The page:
Now lets make the component - a button that increments a counter when clicked.

Somewhere in your kickoff script file (or where it will be called by ready) define a function for your component:



// A button component that counts when clicked

function buttonCounter(props={}){
  let color = props.color || 'green';

   // The component with create a node each time it's used

  const node = $().createNode("button");


  // This node's CSS, attributes, reactive template and html

  $(node).html('Count is: {{cnt}} ').attr('data-count', 0).css(`cursor: pointer; color: ${color};`);


  // initialize cnt template to 0

  $(node).set({cnt: "0"});

// Add a click event to the node
$(node).on("click", function(){
let cnt = parseFloat($(this).attr("data-count"))+1;
$(this).attr("data-count", cnt);
$(this).set({cnt: cnt});
});


 // A component must return an element
return node;
}



// Register the component
$().register(buttonCounter); 

To make sure our component works we will use Surf JS's "append" method to add it to the DOM... but keep in mind you can add components to other components with a special syntax which we will get to later.



// create a reference to a component

const abutton = $().buttonCounter(); // OR $(buttonCounter);


// Create a reference to the place we want to put our component

const comp1 = $("#comp1").first();


// Finally append the component to the element in DOM

$(comp1).append(abutton);  // OR without a reference: $(comp1).append($().buttonCounter());  // OR $(comp1).append($(buttonCounter));

See if it works!

Syntax to render components to other components

The most useful thing about components is their re-use. In this section we will go over how to add a component to another component.

Here we will make a containerBox component and add our buttonCounter we made earlier to it. We will add buttonCounter twice to show different ways to do it.

Make a place in the DOM to hold our containerbox component.

In your HTML file add:


// Somewhere in your HTML

<div id="comp2"> some random place holder text not required  </div>

In your kickoff script file add the code below for the containerBox component:


// A component for a container box

function containerBox(){

  // The kind of element this component will be...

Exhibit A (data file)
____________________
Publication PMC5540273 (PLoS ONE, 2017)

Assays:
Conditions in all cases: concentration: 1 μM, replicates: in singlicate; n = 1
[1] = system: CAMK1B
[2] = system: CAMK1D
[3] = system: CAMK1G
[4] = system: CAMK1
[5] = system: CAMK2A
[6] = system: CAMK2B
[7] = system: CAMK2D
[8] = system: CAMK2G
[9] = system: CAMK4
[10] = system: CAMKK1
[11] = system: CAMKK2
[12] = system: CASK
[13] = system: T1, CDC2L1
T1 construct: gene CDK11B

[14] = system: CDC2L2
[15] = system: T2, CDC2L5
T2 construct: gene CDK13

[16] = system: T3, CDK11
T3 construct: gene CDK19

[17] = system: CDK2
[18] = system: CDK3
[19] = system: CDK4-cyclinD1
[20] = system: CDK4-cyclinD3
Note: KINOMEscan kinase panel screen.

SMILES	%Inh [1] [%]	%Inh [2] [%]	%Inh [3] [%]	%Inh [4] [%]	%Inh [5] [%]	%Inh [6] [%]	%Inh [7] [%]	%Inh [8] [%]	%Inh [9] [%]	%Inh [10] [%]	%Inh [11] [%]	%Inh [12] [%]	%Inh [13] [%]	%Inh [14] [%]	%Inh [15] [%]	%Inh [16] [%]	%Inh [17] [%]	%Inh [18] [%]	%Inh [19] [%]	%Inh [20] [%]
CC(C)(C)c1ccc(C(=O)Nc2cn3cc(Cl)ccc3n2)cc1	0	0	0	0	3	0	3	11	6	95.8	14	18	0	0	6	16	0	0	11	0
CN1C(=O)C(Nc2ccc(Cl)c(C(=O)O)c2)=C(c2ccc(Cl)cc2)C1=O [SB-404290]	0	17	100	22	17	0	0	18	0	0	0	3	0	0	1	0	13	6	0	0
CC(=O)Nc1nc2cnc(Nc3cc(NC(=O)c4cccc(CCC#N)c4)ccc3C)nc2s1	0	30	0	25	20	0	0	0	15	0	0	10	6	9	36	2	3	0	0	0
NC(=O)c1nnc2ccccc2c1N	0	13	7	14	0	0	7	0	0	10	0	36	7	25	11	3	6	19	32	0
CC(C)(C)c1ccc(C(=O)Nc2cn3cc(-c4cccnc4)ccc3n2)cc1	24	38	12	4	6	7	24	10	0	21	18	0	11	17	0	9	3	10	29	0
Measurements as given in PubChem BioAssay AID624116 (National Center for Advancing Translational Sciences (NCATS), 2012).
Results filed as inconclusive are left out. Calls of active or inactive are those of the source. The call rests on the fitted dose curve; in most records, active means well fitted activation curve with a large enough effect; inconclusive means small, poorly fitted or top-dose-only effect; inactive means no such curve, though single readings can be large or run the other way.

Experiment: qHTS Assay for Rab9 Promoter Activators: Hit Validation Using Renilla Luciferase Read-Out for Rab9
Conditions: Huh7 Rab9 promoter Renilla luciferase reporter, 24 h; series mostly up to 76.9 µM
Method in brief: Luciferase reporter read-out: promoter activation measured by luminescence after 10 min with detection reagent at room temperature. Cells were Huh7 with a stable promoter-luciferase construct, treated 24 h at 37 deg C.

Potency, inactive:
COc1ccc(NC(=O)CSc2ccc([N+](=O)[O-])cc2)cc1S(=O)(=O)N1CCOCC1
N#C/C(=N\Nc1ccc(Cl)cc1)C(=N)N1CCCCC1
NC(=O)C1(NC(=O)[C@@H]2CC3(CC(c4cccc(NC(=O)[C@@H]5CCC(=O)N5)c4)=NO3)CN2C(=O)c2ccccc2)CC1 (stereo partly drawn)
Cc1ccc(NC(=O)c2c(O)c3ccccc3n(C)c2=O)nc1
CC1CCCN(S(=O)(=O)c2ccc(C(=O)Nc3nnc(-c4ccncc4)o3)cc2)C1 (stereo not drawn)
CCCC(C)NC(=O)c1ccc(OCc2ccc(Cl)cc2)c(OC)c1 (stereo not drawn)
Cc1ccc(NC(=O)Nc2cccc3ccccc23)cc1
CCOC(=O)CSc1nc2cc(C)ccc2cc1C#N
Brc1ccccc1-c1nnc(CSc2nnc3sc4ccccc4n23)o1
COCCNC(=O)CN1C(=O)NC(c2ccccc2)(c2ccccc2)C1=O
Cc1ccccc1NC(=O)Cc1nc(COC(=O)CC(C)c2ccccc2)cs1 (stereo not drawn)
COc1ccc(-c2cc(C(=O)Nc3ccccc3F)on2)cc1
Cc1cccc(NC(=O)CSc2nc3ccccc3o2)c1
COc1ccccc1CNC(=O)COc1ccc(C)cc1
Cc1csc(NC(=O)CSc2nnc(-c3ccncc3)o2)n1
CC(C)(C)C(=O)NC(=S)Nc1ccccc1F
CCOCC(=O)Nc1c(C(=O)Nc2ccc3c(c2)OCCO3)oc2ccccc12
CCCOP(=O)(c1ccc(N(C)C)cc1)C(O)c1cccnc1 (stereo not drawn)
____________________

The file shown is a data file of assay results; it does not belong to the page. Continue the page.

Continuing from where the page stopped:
const node = $().createNode("div");
  
  // Some HTML with a reactive template for demonstration purposes.

  $(node).html("<p>{{ button }}</p>");


  // Some CSS to add a border so we can see it.

  $(node).css("border: 2px solid blue; padding: 9px; width: 120px;"); 


  // There are two ways to add a component - use the Set method on templates or DOM insertion.
  // If using both ways in the same component the Set method on templates must come first.


  // First way: Set a template to another component

  $(node).set({ button: $().buttonCounter() });  // OR $(node).set({ button: $(buttonCounter) });  



  // Second way: Use DOM manipulation methods to add a component to this component

  $(node).prepend( $().buttonCounter() ); // OR $(node).prepend( $(buttonCounter) );

  return node; // components must return an element
}

// Don't forget to register it somewhere in your script file
$().register(containerBox);


Test it to see if adding components to another works.

Somewhere else in your kickoff script add:



// create a new instance  

const abox = $().containerBox();  // OR const abox = $(containerBox); 

$("#comp2").append(abox); // add to somewhere in the DOM OR with variable instance do $('#comp2').append($().containerBox());


You should now see three components - 1 containerBoxcomponent containing 2 buttonCounter components!

We covered a lot of ground introducing the basics of Surf JS but the possibilities are endless!

I hope you have enjoyed this short tutorial on getting started with Surf JS and would love to see what you will build.

Extending Surf JS

You can add your own functionality and make plugins to extend Surf JS

Let's make a plugin. In your kickoff script file from above add:


// A simple plugin function that you can write.